Minecraft, Between Us and other popular multiplayer video games were essential in allowing students to stay social during a socially distant school year.
After restricting student organizations’ gatherings and events to 10 people or fewer, according to the Student Organizations Community Announcement on October 14, Buckeye Gaming Collective aims to give students another opportunity to interact with each other through Friday every two weeks. Nishant Sathy, a third-year electrical and computer engineering student and director of community management at BGC, said the gaming nights are online.
“I think it’s especially important that the BGC have these game nights,” said Sati.
In these present times, Sathe said, many people have a hard time adjusting to being social in an online atmosphere, but BGC game nights provide an easy way to interact with other students. They interact using the Ohio bullet number to access the university’s Discord server – essentially Skype for gamers.
“I think it’s cool,” said Liam Boyce, third year of materials science and engineering and community director at BGC. “It’s really cool to have actual club activities even when things stop.”
BGC hosts game nights with different themes, with an emphasis on competitive or casual gameplay. Saty said competitive games include esports such as League of Legends, Valorant and Rocket League, while casual game nights include team games designed for large groups of players in a more relaxed environment.
“We had“ Halloween Game Night ”over a week ago that was the theme of“ Between Us, ”said Sati.“ It was fun to see new people coming to play who weren’t very active outside of the chats themselves. ”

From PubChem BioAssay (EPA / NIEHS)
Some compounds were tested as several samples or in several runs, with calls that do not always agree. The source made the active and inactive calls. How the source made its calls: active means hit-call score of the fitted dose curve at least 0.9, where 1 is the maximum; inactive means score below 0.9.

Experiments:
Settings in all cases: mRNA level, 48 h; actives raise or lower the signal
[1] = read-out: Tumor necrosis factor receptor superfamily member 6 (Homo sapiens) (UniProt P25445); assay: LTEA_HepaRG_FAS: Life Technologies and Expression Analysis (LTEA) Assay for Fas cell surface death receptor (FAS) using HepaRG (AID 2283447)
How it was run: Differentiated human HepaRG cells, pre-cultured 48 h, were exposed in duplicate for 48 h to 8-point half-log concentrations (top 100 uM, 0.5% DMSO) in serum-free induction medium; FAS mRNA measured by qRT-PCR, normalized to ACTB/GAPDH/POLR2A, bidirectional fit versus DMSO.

Between Us is a social antagonist game similar to Mafia and Werewolf where players have to distinguish who is a fraud. Sathey said part of the game’s popularity among us is due to its accessibility as a free-to-play game with both phone and computer versions compatible with each other.
“The ease of play and the comfort of being able to play wherever and whenever have enhanced interactions between communities as well,” Sati said.
Although Powis doesn’t organize Game Night every night, he said he’s responsible for Minecraft themed nights. Boyce said that there are over 200 people in the student organization playing Minecraft and that the club’s Minecraft multiplayer server has been online 24/7 since before the semester began.
Powis said one of the reasons why he thinks Minecraft is good for a multiplayer experience is because the game works like a sandbox, in which players have nearly infinite possibilities in what they want to do with it.
Boyce said some of the server’s highlights include seeing high-quality home designs for others, the statue of a golden gladiator, his entertainment of Tom W. Davis’s clock tower, and a game night where everyone who’s been online dug a giant hole together.
“It sounds boring, but it was actually so much fun,” Boyce said. We all got into an audio chat together, Boyce said, and someone actually wrote a hole scripture – like the script for the hole.
Boyce said the nature of online game nights benefits both healthy and at-risk people of developing severe symptoms of COVID-19.
“If games are something that feels like something you want to do with a lot of other people, then come on, there is always a group of people looking to play,” Sati said.
Sati said the organization is constantly working on reaching students via social media and letting them know there is space for them to interact in Discord server, Which includes more than 2000 people.
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